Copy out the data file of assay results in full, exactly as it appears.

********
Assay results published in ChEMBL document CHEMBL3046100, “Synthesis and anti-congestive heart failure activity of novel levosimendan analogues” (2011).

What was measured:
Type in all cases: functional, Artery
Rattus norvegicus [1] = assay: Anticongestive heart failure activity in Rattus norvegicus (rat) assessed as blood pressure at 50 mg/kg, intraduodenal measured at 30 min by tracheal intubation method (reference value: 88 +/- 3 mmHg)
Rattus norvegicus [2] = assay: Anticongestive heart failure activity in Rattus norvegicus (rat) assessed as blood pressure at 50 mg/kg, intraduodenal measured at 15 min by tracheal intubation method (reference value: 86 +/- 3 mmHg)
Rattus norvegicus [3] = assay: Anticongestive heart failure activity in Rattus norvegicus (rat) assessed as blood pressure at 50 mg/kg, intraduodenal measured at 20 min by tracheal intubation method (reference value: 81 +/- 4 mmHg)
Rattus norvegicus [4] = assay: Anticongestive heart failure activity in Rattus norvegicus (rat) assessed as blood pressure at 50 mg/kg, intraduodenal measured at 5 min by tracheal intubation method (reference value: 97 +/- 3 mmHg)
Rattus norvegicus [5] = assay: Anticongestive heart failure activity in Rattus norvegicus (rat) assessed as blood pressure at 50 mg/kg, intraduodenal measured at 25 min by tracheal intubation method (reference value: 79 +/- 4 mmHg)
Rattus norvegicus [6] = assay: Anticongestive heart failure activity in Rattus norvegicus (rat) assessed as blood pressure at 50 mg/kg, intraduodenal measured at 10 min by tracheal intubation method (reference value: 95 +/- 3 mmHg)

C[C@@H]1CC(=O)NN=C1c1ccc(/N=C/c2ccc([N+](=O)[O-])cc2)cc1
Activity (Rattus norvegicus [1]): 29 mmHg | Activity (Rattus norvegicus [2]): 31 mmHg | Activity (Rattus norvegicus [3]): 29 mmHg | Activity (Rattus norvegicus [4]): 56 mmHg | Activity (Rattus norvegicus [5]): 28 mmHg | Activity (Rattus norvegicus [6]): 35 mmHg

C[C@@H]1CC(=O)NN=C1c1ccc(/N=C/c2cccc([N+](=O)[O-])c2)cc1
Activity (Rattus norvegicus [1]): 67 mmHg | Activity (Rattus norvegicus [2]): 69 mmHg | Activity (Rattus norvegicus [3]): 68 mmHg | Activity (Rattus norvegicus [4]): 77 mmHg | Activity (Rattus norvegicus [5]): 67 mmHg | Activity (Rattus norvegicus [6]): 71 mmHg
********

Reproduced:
Assay results published in ChEMBL document CHEMBL3046100, “Synthesis and anti-congestive heart failure activity of novel levosimendan analogues” (2011).

What was measured:
Type in all cases: functional, Artery
Rattus norvegicus [1] = assay: Anticongestive heart failure activity in Rattus norvegicus (rat) assessed as blood pressure at 50 mg/kg, intraduodenal measured at 30 min by tracheal intubation method (reference value: 88 +/- 3 mmHg)
Rattus norvegicus [2] = assay: Anticongestive heart failure activity in Rattus norvegicus (rat) assessed as blood pressure at 50 mg/kg, intraduodenal measured at 15 min by tracheal intubation method (reference value: 86 +/- 3 mmHg)
Rattus norvegicus [3] = assay: Anticongestive heart failure activity in Rattus norvegicus (rat) assessed as blood pressure at 50 mg/kg, intraduodenal measured at 20 min by tracheal intubation method (reference value: 81 +/- 4 mmHg)
Rattus norvegicus [4] = assay: Anticongestive heart failure activity in Rattus norvegicus (rat) assessed as blood pressure at 50 mg/kg, intraduodenal measured at 5 min by tracheal intubation method (reference value: 97 +/- 3 mmHg)
Rattus norvegicus [5] = assay: Anticongestive heart failure activity in Rattus norvegicus (rat) assessed as blood pressure at 50 mg/kg, intraduodenal measured at 25 min by tracheal intubation method (reference value: 79 +/- 4 mmHg)
Rattus norvegicus [6] = assay: Anticongestive heart failure activity in Rattus norvegicus (rat) assessed as blood pressure at 50 mg/kg, intraduodenal measured at 10 min by tracheal intubation method (reference value: 95 +/- 3 mmHg)

C[C@@H]1CC(=O)NN=C1c1ccc(/N=C/c2ccc([N+](=O)[O-])cc2)cc1
Activity (Rattus norvegicus [1]): 29 mmHg | Activity (Rattus norvegicus [2]): 31 mmHg | Activity (Rattus norvegicus [3]): 29 mmHg | Activity (Rattus norvegicus [4]): 56 mmHg | Activity (Rattus norvegicus [5]): 28 mmHg | Activity (Rattus norvegicus [6]): 35 mmHg

C[C@@H]1CC(=O)NN=C1c1ccc(/N=C/c2cccc([N+](=O)[O-])c2)cc1
Activity (Rattus norvegicus [1]): 67 mmHg | Activity (Rattus norvegicus [2]): 69 mmHg | Activity (Rattus norvegicus [3]): 68 mmHg | Activity (Rattus norvegicus [4]): 77 mmHg | Activity (Rattus norvegicus [5]): 67 mmHg | Activity (Rattus norvegicus [6]): 71 mmHg